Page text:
The head pâtissier at Le Meurice speaks to Port about what inspires his fantastical desserts, the importance of travel, and how his ‘trompe-l’oeil’ fruit came to be
Located on Paris’ famed rue de Rivoli, Le Meurice opened its doors in 1835, hoping to entice discerning British travellers looking for all the comforts of home. Boasting modern luxuries for its time – the hotel was the first to install a telephone and later, the first in Paris to offer private bathrooms – Le Meurice quickly attracted the likes of Queen Victoria and a whole host of dignitaries and royal guests, earning it the moniker, ‘Hôtel des Rois’ (Hotel of Kings).
Le Meurice also had a reputation for lavish dining as well as facilities; dinners were known to last from eight in the evening until eight the next morning. According to hotel legend, one guest recounted attending a lunch where only hard-boiled eggs from the rarest birds were served, ranging from partridge eggs to swan eggs. In 1908, salmon coulibiac was added to the menu and served every Friday just to please Russian guests, while visiting maharajahs dined on curry every Wednesday. In 1918, Picasso and his first wife Olga Koklova enjoyed the pomp and splendor of the hotel for their wedding dinner, and sixty years later, Bob Dylan enjoyed the pampering service to have his evening meal brought to his room at 3am. Dalí spent so much time there behaving as surreally as his paintings – the artist lived at Le Meurice on and off for over three decades – that Le Jardin d’Hiver restaurant was renamed in his honour. The boiled eggs have also been replaced by two Michelin-star cuisine overseen by Alain Ducasse, and the opulent dining rooms embellished further by Philippe Starck, although staff will still indulge you with Dylan-style requests and 24-hour room service.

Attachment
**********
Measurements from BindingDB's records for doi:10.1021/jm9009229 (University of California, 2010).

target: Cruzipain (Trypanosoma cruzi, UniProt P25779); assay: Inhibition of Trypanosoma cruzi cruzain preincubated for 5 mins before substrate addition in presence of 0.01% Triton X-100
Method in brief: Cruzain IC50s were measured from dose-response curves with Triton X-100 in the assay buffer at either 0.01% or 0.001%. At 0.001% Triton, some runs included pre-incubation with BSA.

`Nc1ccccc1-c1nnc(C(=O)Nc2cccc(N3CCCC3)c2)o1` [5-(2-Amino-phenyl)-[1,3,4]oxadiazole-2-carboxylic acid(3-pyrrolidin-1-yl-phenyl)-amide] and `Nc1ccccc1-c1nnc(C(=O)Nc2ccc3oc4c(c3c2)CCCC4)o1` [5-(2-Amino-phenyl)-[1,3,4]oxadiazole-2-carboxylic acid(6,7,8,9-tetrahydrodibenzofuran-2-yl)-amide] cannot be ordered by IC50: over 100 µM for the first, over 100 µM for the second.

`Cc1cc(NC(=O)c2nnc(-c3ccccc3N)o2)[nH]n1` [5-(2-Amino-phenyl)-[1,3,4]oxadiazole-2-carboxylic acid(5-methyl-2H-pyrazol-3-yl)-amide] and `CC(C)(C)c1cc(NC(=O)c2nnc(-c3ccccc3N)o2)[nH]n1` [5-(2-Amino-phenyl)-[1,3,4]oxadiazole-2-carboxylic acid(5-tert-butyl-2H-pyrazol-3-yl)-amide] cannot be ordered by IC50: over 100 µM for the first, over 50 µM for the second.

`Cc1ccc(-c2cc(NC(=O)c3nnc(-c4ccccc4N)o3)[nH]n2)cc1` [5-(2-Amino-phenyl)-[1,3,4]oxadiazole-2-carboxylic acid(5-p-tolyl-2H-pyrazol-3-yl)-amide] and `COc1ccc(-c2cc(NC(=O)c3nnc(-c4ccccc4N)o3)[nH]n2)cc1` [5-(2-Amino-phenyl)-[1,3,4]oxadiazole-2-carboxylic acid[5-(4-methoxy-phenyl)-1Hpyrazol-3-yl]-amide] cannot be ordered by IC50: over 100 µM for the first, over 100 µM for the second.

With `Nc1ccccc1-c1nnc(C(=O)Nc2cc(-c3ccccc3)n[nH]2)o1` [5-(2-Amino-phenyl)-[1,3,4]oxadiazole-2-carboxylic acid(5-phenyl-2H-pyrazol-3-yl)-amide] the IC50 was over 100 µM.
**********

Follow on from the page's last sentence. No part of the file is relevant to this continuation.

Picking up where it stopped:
Completing this exceptional culinary offering is Cédric Grolet, who joined Le Meurice in 2011, quickly climbing up the ranks to become the hotel’s Head Pâtissier and the World’s Best Pastry Chef to boot. It could be argued that it is at Le Meurice where the master pâtissier truly came into his own, and it is notably where he created his first ever trompe-l’oeil fruit. We caught up with Cédric to find out the story behind his most famous dessert, how he continues to evolve, and his plans for the future.
Where did your love of patisserie first come from?